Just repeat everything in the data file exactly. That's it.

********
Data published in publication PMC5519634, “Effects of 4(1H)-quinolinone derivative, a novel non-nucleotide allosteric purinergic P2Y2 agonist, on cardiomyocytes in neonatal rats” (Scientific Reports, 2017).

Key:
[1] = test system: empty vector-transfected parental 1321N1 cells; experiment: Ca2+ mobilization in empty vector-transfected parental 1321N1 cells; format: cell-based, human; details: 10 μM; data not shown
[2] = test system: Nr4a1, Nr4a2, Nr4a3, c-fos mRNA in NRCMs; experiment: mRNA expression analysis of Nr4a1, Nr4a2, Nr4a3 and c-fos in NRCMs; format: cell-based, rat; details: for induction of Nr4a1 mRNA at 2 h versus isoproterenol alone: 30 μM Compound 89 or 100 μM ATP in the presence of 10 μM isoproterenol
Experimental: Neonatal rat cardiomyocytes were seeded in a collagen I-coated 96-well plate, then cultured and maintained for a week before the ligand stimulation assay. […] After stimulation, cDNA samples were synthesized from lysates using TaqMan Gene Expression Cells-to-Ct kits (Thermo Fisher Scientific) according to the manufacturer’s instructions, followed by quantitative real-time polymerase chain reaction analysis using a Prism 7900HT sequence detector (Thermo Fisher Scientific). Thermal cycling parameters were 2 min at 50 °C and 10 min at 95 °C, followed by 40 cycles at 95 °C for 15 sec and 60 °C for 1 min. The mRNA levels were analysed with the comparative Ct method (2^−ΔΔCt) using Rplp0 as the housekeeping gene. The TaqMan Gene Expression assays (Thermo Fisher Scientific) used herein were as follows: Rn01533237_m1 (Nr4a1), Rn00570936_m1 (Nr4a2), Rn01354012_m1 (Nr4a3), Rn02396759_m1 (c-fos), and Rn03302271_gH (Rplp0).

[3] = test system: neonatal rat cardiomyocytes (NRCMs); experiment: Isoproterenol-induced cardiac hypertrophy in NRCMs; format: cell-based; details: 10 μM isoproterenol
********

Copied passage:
Data published in publication PMC5519634, “Effects of 4(1H)-quinolinone derivative, a novel non-nucleotide allosteric purinergic P2Y2 agonist, on cardiomyocytes in neonatal rats” (Scientific Reports, 2017).

Key:
[1] = test system: empty vector-transfected parental 1321N1 cells; experiment: Ca2+ mobilization in empty vector-transfected parental 1321N1 cells; format: cell-based, human; details: 10 μM; data not shown
[2] = test system: Nr4a1, Nr4a2, Nr4a3, c-fos mRNA in NRCMs; experiment: mRNA expression analysis of Nr4a1, Nr4a2, Nr4a3 and c-fos in NRCMs; format: cell-based, rat; details: for induction of Nr4a1 mRNA at 2 h versus isoproterenol alone: 30 μM Compound 89 or 100 μM ATP in the presence of 10 μM isoproterenol
Experimental: Neonatal rat cardiomyocytes were seeded in a collagen I-coated 96-well plate, then cultured and maintained for a week before the ligand stimulation assay. […] After stimulation, cDNA samples were synthesized from lysates using TaqMan Gene Expression Cells-to-Ct kits (Thermo Fisher Scientific) according to the manufacturer’s instructions, followed by quantitative real-time polymerase chain reaction analysis using a Prism 7900HT sequence detector (Thermo Fisher Scientific). Thermal cycling parameters were 2 min at 50 °C and 10 min at 95 °C, followed by 40 cycles at 95 °C for 15 sec and 60 °C for 1 min. The mRNA levels were analysed with the comparative Ct method (2^−ΔΔCt) using Rplp0 as the housekeeping gene. The TaqMan Gene Expression assays (Thermo Fisher Scientific) used herein were as follows: Rn01533237_m1 (Nr4a1), Rn00570936_m1 (Nr4a2), Rn01354012_m1 (Nr4a3), Rn02396759_m1 (c-fos), and Rn03302271_gH (Rplp0).

[3] = test system: neonatal rat cardiomyocytes (NRCMs); experiment: Isoproterenol-induced cardiac hypertrophy in NRCMs; format: cell-based; details: 10 μM isoproterenol